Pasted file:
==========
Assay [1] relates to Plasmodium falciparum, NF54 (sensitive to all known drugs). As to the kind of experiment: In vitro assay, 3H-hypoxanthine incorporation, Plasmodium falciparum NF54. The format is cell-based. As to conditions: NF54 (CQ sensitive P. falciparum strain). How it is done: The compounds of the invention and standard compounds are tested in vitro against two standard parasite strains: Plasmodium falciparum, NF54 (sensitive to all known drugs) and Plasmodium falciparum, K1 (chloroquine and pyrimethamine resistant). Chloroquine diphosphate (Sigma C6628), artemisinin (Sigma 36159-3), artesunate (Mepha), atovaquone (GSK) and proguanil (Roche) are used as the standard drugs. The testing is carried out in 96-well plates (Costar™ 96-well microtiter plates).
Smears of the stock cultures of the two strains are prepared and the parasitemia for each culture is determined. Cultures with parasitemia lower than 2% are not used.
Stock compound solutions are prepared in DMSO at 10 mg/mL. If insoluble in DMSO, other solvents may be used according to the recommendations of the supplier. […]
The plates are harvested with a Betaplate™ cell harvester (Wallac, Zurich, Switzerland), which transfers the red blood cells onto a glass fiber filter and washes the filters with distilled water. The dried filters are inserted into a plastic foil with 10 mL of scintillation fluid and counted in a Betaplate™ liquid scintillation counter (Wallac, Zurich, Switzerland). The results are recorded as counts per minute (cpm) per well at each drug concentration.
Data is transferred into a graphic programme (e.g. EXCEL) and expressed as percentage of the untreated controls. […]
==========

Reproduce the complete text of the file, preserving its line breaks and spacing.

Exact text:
Assay [1] relates to Plasmodium falciparum, NF54 (sensitive to all known drugs). As to the kind of experiment: In vitro assay, 3H-hypoxanthine incorporation, Plasmodium falciparum NF54. The format is cell-based. As to conditions: NF54 (CQ sensitive P. falciparum strain). How it is done: The compounds of the invention and standard compounds are tested in vitro against two standard parasite strains: Plasmodium falciparum, NF54 (sensitive to all known drugs) and Plasmodium falciparum, K1 (chloroquine and pyrimethamine resistant). Chloroquine diphosphate (Sigma C6628), artemisinin (Sigma 36159-3), artesunate (Mepha), atovaquone (GSK) and proguanil (Roche) are used as the standard drugs. The testing is carried out in 96-well plates (Costar™ 96-well microtiter plates).
Smears of the stock cultures of the two strains are prepared and the parasitemia for each culture is determined. Cultures with parasitemia lower than 2% are not used.
Stock compound solutions are prepared in DMSO at 10 mg/mL. If insoluble in DMSO, other solvents may be used according to the recommendations of the supplier. […]
The plates are harvested with a Betaplate™ cell harvester (Wallac, Zurich, Switzerland), which transfers the red blood cells onto a glass fiber filter and washes the filters with distilled water. The dried filters are inserted into a plastic foil with 10 mL of scintillation fluid and counted in a Betaplate™ liquid scintillation counter (Wallac, Zurich, Switzerland). The results are recorded as counts per minute (cpm) per well at each drug concentration.
Data is transferred into a graphic programme (e.g. EXCEL) and expressed as percentage of the untreated controls. […]